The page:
Testers were invited to test the alpha version of Rollers of the Realm. On the day, the team set up two playing stations with video cameras trained on the players as they tested the alpha version of the game. Players were free to immerse themselves in their game play. After they had finished, the players watched a video playback of their own game play experience and were asked questions about the game’s design, user experience and game play elements.

Images or diagrams:

A tester plays the game while being recorded for later playback

A tester plays the game while being recorded for later playback

Results:

The Video Ethnography method, in combination with Contextual Design: Think Aloud enabled game testers to have immersive and uninterrupted game play while also providing them with the opportunity to communicate their impressions and experiences of the game. The Rollers of the Realm team received positive feedback on the game’s design and high-quality insights into the cognitive model of their  testers. While the number of people who played the alpha version of their game was small, this combination of methods enabled the team to gain a detailed understanding of in-game play. The game testers drew connections to the very popular casual game, Angry Birds, particularly in terms of the physics of the pinball aspects of the game play. The team also discovered that that testers saw the game as a puzzler, and not merely as a pinball-type game with role-playing elements.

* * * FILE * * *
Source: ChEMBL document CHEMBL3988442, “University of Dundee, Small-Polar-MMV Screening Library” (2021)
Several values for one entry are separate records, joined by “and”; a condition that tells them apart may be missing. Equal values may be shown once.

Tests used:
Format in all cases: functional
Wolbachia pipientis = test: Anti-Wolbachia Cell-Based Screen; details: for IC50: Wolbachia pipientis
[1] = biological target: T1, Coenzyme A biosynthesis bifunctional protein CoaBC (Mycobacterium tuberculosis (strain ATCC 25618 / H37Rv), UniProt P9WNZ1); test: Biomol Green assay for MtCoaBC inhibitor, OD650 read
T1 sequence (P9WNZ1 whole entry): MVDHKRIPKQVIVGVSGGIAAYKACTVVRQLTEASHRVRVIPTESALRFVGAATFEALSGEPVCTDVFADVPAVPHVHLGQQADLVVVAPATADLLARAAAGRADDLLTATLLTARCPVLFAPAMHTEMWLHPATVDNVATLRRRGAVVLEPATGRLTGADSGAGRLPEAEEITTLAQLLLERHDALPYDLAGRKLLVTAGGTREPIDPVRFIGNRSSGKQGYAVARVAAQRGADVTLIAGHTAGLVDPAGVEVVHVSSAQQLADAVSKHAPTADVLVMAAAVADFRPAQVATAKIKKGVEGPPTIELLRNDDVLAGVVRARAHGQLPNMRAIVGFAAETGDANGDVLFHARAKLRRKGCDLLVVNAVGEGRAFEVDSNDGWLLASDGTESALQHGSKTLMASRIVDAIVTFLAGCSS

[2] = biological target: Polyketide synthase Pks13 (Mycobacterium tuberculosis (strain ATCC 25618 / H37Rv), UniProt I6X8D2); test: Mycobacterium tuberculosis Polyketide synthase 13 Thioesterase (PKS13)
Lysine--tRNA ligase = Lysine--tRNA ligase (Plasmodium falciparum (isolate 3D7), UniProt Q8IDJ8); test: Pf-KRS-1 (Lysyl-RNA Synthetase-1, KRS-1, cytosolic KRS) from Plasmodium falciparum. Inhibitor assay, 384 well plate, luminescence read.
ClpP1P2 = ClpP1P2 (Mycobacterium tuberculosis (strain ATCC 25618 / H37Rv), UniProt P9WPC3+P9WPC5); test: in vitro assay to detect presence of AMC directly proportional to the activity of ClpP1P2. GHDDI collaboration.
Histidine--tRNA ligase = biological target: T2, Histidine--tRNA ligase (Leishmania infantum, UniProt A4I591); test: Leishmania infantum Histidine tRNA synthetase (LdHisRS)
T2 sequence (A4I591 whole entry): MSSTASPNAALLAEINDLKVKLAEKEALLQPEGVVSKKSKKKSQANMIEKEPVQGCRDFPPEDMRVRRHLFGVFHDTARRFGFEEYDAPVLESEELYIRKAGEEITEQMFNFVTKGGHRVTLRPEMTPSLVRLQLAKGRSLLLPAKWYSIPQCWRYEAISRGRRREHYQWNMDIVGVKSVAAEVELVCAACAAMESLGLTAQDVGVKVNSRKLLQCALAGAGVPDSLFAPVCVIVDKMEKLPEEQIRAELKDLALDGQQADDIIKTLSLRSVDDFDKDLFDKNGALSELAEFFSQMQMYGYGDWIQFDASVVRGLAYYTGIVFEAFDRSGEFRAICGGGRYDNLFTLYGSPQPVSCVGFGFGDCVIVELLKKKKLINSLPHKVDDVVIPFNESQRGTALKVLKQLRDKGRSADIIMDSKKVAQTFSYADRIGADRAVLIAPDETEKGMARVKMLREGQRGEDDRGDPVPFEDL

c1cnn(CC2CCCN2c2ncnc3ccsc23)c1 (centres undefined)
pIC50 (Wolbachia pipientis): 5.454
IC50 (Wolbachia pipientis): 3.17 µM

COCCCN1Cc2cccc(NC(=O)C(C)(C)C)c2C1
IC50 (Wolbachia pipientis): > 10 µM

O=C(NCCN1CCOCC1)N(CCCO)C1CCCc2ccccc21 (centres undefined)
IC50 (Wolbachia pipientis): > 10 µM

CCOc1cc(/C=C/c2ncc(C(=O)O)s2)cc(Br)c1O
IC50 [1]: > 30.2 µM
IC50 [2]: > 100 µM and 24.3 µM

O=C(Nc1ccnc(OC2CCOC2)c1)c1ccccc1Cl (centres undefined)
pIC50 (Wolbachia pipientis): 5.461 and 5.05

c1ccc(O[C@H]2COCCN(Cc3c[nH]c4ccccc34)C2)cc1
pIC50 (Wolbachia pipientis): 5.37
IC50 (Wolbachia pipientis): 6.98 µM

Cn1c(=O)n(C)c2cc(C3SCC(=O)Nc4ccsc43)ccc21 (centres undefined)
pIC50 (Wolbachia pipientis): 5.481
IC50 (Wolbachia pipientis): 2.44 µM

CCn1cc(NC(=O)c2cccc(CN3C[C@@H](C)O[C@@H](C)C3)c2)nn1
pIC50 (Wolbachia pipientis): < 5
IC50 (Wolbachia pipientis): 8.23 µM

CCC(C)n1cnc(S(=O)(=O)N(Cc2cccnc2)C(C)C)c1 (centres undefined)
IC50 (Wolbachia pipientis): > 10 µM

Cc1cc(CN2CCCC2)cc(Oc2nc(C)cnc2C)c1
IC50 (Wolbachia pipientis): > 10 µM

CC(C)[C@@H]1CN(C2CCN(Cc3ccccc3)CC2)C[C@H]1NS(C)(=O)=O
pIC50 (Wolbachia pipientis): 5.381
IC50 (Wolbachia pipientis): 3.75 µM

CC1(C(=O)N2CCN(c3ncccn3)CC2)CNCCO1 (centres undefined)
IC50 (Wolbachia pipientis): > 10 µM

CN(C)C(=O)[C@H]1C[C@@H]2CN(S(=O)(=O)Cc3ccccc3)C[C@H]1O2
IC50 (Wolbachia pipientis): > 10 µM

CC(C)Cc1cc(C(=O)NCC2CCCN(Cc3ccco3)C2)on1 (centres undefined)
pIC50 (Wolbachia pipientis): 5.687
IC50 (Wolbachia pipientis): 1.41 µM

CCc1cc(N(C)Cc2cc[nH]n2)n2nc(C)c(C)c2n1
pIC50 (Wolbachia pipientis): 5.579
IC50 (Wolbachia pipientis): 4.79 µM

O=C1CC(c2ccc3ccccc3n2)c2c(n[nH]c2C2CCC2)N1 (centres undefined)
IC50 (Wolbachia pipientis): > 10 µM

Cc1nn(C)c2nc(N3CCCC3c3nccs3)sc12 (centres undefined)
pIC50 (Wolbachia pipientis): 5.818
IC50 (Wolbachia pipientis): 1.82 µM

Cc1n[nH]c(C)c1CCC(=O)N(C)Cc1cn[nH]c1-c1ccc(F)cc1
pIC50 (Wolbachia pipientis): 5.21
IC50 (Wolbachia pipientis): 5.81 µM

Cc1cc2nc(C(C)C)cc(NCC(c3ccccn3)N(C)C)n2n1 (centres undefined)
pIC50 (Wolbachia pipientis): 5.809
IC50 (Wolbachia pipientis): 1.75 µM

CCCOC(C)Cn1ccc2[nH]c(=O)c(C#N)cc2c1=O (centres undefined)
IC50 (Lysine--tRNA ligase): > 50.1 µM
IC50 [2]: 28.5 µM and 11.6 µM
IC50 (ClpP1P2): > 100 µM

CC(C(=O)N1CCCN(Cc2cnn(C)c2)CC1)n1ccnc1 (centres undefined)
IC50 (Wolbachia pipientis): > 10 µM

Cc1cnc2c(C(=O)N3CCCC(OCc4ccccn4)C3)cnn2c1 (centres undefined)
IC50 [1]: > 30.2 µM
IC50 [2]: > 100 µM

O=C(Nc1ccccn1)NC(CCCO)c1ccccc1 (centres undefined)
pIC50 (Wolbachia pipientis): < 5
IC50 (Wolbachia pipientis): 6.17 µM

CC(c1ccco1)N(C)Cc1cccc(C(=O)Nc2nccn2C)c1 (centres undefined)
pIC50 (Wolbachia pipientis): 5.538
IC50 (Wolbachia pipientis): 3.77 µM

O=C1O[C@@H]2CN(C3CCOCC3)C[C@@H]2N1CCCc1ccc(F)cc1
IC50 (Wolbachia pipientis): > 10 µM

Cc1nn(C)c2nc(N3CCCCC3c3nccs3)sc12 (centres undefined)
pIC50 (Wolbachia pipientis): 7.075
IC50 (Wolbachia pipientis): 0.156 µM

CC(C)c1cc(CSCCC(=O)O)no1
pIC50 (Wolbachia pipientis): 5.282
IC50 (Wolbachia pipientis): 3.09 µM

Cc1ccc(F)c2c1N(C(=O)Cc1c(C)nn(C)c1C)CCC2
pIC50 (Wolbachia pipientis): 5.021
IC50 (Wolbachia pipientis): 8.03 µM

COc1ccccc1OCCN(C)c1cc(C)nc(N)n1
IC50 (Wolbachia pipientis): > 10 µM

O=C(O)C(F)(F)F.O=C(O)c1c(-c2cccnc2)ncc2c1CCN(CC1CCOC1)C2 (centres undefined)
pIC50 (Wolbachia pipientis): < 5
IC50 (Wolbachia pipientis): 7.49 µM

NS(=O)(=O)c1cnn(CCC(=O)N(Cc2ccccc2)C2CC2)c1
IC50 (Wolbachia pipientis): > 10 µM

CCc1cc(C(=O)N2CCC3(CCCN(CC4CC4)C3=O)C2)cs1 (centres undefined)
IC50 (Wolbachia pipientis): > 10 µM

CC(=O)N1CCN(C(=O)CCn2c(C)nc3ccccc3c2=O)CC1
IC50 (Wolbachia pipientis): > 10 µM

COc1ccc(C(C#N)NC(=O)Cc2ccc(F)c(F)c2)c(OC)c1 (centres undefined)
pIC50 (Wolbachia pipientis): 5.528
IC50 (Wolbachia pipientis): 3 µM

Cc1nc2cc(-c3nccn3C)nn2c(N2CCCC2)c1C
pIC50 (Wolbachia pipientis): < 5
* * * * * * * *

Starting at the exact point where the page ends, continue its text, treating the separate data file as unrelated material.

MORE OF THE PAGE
Outcomes:  

With the realization that their game appealed to puzzle lovers, the team reframed their branding of the game to include puzzle play and expanded their target audience from pinball game fans to casual gamers.

ideaBOOST is the CFC Media Lab’s accelerator that emphasizes Audience Engagement for entertainment platform development. This case study was prepared for the ASTOUND initiative, a partnership between the CFC, HotDocs, and OCAD University.